While there are many good introductions to data science — like R for Data Science (Wickham & Grolemund, 2017) — they typically do not cater towards the special background and needs — and often anxieties and reservations — of *psychology* students. As social scientists are not computer scientists, we introduce new concepts and commands without assuming a mathematical or computational background. Our data and examples typically involve people and questions currently of interest in scientific psychology. Adopting a task-oriented perspective, we begin with a specific problem and then solve it with some combination of data collection, manipulation, modeling, and visualization.

### Goals

Our main goal is to develop a set of useful skills in analyzing real-world data and conducting reproducible research. Upon completing this course, you will be able to read, transform, analyze, and visualize data of various types. Many interactive exercises allow students to check their understanding, monitor their progress, and practice their skills.

### Requirements

Attending class, continuos preparation (by working through the current chapter *before* attending class), and solving and submitting weekly programming assignments (formerly abbreviated as WPAs, see Assessment), and final exam OR data science project.

This course assumes some basic familiarity with statistics and the R programming language, but enthusiastic programming novices are also welcome.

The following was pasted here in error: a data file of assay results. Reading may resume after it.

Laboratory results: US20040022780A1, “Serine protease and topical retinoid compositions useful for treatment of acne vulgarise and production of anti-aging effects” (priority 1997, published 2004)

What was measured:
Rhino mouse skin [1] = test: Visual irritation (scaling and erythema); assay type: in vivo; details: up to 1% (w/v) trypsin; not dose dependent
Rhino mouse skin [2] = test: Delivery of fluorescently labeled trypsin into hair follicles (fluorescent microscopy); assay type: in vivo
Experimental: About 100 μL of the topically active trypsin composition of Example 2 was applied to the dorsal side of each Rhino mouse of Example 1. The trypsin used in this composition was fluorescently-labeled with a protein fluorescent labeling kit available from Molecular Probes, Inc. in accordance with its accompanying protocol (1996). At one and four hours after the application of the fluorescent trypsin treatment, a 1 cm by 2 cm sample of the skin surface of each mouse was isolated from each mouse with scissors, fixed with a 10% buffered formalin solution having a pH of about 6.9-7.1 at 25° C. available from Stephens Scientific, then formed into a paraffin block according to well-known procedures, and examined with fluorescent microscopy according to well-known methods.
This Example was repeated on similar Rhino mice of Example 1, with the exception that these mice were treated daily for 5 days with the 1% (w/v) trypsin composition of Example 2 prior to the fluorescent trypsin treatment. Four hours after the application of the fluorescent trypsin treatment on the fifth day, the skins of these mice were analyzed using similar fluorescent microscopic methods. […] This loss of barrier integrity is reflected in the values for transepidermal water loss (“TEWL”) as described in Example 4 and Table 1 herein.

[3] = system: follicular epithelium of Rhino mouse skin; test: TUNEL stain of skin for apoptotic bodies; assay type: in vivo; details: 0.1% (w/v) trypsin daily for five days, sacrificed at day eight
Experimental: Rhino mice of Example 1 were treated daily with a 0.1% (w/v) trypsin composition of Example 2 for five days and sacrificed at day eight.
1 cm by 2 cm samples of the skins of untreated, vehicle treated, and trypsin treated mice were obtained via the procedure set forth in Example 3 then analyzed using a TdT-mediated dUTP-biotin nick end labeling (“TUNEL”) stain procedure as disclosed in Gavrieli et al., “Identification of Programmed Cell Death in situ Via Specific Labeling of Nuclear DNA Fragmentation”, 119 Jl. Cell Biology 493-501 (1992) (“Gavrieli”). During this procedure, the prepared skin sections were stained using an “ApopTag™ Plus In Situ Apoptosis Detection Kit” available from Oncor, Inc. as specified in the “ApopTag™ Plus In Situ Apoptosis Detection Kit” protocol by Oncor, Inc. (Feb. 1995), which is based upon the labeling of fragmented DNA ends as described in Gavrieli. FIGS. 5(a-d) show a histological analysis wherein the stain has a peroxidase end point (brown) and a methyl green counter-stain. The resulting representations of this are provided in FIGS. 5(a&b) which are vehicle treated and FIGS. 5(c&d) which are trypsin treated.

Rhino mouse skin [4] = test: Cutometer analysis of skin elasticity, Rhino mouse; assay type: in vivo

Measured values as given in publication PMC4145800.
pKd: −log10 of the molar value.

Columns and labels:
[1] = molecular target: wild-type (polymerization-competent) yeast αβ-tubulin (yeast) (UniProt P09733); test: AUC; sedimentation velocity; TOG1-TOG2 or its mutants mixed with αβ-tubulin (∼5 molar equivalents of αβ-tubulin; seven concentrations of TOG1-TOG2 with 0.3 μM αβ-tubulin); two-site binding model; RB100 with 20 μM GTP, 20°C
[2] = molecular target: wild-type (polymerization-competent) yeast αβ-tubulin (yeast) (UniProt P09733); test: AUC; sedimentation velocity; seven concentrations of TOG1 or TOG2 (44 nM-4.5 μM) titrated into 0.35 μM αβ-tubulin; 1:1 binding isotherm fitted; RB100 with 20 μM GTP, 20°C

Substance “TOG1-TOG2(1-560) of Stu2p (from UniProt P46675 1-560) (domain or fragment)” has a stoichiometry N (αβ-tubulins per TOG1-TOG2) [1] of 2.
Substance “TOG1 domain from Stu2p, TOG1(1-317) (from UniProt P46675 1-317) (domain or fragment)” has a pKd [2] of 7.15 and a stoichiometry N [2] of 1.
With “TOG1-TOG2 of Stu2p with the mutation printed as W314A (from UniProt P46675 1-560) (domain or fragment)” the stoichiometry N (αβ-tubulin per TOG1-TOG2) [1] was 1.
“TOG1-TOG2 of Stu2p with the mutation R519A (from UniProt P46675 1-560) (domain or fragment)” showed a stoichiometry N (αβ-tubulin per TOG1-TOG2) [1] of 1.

### Assessment

A. Submitting solutions to *weekly programming assignments* (WPAs) on Ilias by *Thursday* of the same week (by 23:59) on at least 10 out of 12 weeks.

B. Final assessment:

*Data science project*: See Appendix C for guidelines and scope. (Final projects can be thesis-related; contents to be discussed with instructor.)^{3}

Final *grades* are based on course participation (including regular submission of exercises) (A: 33%) and the final exam/project (B: 67%).

### References

Neth, H. (2020). *ds4psy: Data science for psychologists*. Retrieved from https://CRAN.R-project.org/package=ds4psy

R Core Team. (2020). *R: A language and environment for statistical computing*. Retrieved from https://www.R-project.org

Tukey, J. W. (1969). Analyzing data: Sanctification or detective work. *American Psychologist*, *2*, 83–91. https://doi.org/10.1037/h0027108

Wickham, H. (2014b). Tidy data. *Journal of Statistical Software*, *59*(10), 1–23. https://doi.org/10.18637/jss.v059.i10

Wickham, H. (2019b). *tidyverse: Easily install and load the ’tidyverse’*. Retrieved from https://CRAN.R-project.org/package=tidyverse

Wickham, H., & Grolemund, G. (2017). *R for data science: Import, tidy, transform, visualize, and model data*. Retrieved from http://r4ds.had.co.nz

Wickham, H., Averick, M., Bryan, J., Chang, W., McGowan, L. D., François, R., … Yutani, H. (2019). Welcome to the tidyverse. *Journal of Open Source Software*, *4*(43), 1686. https://doi.org/10.21105/joss.01686

During the

**Covid-19**pandemic, the organisational details of this course at the University of Konstanz are managed via Ilias. However, all course materials remain available here and are free to use for everyone interested.↩A few years ago, a course like this would first justify its use of R by its availability, flexibility, and increasing popularity. Today, R and the buzzwords

*data literacy*and*data science*are so popular that we can skip this part. In fact,*not*using R or*not*knowing about data science would increasingly call for an explanation.↩Data science project are to be completed and submitted by 2020-08-01.↩